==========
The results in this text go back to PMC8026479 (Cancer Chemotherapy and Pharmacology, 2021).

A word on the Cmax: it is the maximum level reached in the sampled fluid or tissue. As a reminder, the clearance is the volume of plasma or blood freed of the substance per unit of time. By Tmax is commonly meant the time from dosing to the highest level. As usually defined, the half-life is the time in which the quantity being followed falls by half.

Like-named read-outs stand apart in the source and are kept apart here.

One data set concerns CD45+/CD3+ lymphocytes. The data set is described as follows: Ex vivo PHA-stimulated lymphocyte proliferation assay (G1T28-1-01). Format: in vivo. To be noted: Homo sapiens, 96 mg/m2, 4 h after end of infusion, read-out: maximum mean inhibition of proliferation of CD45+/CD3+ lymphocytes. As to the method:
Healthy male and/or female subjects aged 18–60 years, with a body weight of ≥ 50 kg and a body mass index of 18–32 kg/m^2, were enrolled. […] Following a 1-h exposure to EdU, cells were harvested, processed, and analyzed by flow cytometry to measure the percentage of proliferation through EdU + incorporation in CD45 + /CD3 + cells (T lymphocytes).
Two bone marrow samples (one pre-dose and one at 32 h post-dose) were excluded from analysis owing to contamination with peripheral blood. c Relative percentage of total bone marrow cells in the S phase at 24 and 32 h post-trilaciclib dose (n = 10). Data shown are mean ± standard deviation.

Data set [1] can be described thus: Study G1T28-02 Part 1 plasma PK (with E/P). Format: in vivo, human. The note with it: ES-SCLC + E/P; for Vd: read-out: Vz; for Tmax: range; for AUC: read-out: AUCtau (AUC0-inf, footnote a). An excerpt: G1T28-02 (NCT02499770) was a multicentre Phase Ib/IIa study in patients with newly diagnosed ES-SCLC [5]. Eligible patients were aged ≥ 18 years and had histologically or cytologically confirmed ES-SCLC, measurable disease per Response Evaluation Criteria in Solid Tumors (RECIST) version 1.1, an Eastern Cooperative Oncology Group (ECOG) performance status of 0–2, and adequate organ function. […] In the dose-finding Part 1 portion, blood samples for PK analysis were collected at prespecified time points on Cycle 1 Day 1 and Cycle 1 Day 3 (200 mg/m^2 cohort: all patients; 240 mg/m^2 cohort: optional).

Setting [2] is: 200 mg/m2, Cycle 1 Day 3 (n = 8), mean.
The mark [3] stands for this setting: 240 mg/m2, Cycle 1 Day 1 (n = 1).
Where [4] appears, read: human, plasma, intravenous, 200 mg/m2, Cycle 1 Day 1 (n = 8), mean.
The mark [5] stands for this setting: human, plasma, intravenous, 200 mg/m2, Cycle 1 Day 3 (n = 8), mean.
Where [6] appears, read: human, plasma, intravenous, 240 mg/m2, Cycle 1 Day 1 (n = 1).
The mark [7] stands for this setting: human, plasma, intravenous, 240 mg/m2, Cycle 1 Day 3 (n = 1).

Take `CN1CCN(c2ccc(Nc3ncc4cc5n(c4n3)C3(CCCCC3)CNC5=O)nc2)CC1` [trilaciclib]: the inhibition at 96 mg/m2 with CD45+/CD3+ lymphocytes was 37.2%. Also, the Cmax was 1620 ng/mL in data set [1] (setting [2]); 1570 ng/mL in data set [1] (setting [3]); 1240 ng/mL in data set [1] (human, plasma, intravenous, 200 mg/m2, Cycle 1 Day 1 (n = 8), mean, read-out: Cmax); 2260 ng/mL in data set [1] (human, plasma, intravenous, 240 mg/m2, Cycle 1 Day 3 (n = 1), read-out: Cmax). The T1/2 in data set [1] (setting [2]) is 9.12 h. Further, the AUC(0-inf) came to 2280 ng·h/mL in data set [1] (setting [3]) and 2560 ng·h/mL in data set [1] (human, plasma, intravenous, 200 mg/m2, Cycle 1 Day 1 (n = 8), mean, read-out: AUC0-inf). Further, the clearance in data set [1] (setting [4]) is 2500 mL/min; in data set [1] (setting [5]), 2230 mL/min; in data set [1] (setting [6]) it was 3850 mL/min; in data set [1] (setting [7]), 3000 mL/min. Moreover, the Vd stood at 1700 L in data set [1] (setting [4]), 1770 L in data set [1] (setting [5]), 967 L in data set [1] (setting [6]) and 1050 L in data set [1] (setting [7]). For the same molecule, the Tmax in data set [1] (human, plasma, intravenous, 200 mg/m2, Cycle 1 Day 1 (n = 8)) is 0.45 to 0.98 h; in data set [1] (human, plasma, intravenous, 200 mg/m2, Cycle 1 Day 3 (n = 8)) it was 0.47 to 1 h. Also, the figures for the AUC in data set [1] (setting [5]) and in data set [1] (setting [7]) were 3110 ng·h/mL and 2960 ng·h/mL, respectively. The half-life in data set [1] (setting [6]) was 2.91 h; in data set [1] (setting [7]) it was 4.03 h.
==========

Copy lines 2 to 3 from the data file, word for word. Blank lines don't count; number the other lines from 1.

A word on the Cmax: it is the maximum level reached in the sampled fluid or tissue. As a reminder, the clearance is the volume of plasma or blood freed of the substance per unit of time. By Tmax is commonly meant the time from dosing to the highest level. As usually defined, the half-life is the time in which the quantity being followed falls by half.

Like-named read-outs stand apart in the source and are kept apart here.